Woman’s Day (New Zealand)


Writing down your thoughts and feelings can improve your wellbeing. Here’s how to get started…


For those who kept a diary as a teenager, you’re probably familiar with the concept of journallin­g, a wellness trend that’s reportedly popular with celebritie­s including Lady Gaga, Emma Watson and Jennifer Aniston.

Unlike those angst-written pages about annoying acne and dreamy crushes you might have written back in the day, journallin­g as an adult isn’t as timeconsum­ing (nor nearly as melodramat­ic) – and its wellbeing credential­s are legit.

Studies show keeping a journal can help reduce stress, anxiety and depression, as well as boost your selfconfid­ence. On a physical level, research shows it can help you sleep better, have stronger immunity and even heal from injuries faster.

Researcher­s believe the mental health benefits of journallin­g come from the way it helps you prioritise problems, fears and concerns, while also giving you the chance to identify negative thoughts and behaviours.

Mindfulnes­s teacher Kate James journals regularly and says it’s a long-term habit worth maintainin­g.

“Some people find it helpful to do it at all times, but it does seem to be particular­ly helpful in times of adversity or when you’re having to make a difficult decision or feeling stressed,” she tells. “It certainly helps with selfawaren­ess and it can help us to problem-solve on our own.”

The act of writing by hand, rather than typing, can help you slow down and untangle your thoughts, Kate says. “Quite often you create a sense of awareness about what has happened or what the real issue is – particular­ly if you’re journallin­g about something difficult – that seems to come from an unconsciou­s place within,” she explains.


To get started, Kate recommends making a habit of sitting down with a pen and paper each day to write about your thoughts and feelings. No one else will see your journal, so don’t let concerns about your spelling or writing skills hold you back.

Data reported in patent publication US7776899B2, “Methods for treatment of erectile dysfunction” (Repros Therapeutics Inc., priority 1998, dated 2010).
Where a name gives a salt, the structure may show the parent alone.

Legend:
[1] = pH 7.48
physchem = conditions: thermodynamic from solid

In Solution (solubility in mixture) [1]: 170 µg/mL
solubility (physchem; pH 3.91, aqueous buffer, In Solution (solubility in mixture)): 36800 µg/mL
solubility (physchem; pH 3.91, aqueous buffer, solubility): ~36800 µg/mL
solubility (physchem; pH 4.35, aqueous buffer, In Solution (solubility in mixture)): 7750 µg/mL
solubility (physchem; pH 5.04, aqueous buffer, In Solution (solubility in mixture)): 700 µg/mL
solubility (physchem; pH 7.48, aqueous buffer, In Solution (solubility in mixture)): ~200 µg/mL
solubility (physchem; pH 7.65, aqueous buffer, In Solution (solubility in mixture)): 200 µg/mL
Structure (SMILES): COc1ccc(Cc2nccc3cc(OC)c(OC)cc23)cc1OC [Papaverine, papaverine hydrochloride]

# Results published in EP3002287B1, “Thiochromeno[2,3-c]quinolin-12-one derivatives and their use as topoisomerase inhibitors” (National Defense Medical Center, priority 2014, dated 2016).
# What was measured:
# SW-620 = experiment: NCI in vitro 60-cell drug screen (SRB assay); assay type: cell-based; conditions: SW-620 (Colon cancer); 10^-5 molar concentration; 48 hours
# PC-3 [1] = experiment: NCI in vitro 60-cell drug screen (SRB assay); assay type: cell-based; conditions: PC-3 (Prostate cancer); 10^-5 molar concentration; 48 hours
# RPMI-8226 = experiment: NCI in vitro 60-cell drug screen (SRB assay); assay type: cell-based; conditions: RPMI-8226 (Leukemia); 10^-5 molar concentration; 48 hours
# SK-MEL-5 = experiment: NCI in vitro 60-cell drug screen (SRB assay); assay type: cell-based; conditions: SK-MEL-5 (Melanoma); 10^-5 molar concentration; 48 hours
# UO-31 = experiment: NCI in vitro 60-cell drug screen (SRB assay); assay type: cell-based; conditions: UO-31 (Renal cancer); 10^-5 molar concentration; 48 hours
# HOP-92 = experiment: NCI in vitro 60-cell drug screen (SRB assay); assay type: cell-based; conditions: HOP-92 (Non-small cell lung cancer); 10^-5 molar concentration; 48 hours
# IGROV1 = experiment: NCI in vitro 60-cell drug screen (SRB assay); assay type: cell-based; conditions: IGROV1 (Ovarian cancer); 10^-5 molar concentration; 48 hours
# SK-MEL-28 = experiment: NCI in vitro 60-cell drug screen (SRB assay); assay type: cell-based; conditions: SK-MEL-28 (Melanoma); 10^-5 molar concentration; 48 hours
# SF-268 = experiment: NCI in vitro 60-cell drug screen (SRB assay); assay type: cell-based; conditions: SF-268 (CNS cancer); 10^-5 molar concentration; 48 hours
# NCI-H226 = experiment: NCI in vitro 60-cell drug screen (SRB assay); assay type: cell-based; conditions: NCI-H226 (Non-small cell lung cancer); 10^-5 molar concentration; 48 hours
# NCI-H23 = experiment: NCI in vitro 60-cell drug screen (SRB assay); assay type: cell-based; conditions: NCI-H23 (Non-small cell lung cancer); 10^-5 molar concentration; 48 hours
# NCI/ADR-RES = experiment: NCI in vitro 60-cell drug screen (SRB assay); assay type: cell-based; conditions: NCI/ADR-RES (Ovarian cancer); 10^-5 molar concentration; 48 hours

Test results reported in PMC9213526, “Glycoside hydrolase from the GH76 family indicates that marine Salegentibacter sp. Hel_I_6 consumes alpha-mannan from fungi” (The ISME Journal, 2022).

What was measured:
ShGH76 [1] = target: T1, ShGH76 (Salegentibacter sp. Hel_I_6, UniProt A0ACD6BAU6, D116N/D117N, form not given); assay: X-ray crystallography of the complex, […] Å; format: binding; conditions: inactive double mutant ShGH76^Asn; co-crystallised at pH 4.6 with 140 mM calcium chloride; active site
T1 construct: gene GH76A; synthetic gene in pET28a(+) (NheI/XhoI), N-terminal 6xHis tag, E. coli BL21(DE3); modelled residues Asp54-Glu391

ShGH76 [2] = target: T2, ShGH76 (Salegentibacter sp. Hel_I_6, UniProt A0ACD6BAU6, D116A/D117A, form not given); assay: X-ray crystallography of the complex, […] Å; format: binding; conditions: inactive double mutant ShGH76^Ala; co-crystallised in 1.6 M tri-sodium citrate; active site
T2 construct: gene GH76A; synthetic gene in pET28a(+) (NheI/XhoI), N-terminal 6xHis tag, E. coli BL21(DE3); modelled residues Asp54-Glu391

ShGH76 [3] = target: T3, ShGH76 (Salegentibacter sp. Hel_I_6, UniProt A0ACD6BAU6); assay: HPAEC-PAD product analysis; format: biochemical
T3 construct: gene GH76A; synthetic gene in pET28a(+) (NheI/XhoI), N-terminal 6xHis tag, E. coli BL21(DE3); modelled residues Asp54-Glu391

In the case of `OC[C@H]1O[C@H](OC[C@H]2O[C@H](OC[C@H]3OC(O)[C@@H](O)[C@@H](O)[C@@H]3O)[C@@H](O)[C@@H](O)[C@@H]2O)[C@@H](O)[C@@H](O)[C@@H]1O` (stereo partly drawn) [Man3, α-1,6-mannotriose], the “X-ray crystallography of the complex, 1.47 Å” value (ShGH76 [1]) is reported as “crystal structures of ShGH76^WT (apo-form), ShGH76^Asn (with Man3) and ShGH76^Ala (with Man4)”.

“Just let the thoughts flow out onto the page, not worrying about what’s spilling out of you,” she advises. “So, for example, it could even be that the first words that come to mind are, ‘I don’t really know if I want to do this. It doesn’t feel like a process that I’m even interested in. I’m wondering why I’m doing it’, and see what happens.”

If you’re having trouble getting started, you could try writing about something very important to you, a challenge you’re facing or something you’ve done that you’re proud of.

For busy people, short-form journallin­g is a good option. Kate recommends taking a few moments at the end of the day to just write down what you’re thankful for – you could use an app (Kate suggests the Grateful app, right).

“What I do is record one thing that went well that day and I save photograph­s through the app as well,” she says. “The lovely thing about it is that in moments that aren’t so great, I then have a visual record of things that have occurred that I can quickly scroll through and turn my mind to what’s going well.”

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 ?? ?? Stars such as Jennifer Aniston and Lady Gaga use journallin­g to help clear their minds.
Stars such as Jennifer Aniston and Lady Gaga use journallin­g to help clear their minds.
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